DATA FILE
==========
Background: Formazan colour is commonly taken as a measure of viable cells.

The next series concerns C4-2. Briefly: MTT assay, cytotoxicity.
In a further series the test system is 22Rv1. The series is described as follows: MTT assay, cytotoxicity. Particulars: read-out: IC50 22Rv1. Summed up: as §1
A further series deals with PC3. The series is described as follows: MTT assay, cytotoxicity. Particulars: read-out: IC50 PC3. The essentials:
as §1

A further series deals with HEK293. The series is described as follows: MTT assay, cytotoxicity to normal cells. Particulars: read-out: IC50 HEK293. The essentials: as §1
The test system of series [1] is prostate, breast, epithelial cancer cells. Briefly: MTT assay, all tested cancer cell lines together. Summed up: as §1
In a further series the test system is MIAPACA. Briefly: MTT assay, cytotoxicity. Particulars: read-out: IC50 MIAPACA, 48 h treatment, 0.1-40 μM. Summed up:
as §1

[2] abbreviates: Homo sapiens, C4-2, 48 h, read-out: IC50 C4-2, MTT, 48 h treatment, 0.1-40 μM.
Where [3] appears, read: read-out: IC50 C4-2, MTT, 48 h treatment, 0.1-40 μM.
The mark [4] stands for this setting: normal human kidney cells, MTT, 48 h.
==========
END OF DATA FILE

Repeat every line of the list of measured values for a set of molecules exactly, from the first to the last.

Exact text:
Background: Formazan colour is commonly taken as a measure of viable cells.

The next series concerns C4-2. Briefly: MTT assay, cytotoxicity.
In a further series the test system is 22Rv1. The series is described as follows: MTT assay, cytotoxicity. Particulars: read-out: IC50 22Rv1. Summed up: as §1
A further series deals with PC3. The series is described as follows: MTT assay, cytotoxicity. Particulars: read-out: IC50 PC3. The essentials:
as §1

A further series deals with HEK293. The series is described as follows: MTT assay, cytotoxicity to normal cells. Particulars: read-out: IC50 HEK293. The essentials: as §1
The test system of series [1] is prostate, breast, epithelial cancer cells. Briefly: MTT assay, all tested cancer cell lines together. Summed up: as §1
In a further series the test system is MIAPACA. Briefly: MTT assay, cytotoxicity. Particulars: read-out: IC50 MIAPACA, 48 h treatment, 0.1-40 μM. Summed up:
as §1

[2] abbreviates: Homo sapiens, C4-2, 48 h, read-out: IC50 C4-2, MTT, 48 h treatment, 0.1-40 μM.
Where [3] appears, read: read-out: IC50 C4-2, MTT, 48 h treatment, 0.1-40 μM.
The mark [4] stands for this setting: normal human kidney cells, MTT, 48 h.